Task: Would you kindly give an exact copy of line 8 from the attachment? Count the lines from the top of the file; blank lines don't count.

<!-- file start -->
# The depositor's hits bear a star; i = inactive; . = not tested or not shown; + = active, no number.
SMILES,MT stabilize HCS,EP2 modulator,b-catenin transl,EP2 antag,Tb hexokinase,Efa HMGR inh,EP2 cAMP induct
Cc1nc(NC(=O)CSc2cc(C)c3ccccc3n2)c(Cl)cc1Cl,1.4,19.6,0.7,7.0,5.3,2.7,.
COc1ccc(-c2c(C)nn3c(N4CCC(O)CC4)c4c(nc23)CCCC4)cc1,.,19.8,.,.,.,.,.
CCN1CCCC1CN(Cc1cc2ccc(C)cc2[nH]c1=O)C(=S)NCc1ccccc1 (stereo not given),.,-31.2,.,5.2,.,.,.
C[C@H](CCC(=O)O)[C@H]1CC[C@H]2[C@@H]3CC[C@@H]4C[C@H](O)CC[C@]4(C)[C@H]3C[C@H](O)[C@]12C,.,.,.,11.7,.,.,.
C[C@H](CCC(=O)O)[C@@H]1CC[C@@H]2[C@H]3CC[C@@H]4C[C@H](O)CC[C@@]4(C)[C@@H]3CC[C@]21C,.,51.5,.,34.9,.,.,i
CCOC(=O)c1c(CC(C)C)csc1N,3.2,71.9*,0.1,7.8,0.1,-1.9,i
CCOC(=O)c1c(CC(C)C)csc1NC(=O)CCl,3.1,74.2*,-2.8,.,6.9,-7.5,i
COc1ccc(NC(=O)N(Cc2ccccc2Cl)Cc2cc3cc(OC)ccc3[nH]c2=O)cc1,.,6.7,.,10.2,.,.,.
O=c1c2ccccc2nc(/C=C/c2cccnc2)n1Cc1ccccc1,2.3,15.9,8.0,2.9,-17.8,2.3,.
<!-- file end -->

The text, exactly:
CCOC(=O)c1c(CC(C)C)csc1N,3.2,71.9*,0.1,7.8,0.1,-1.9,i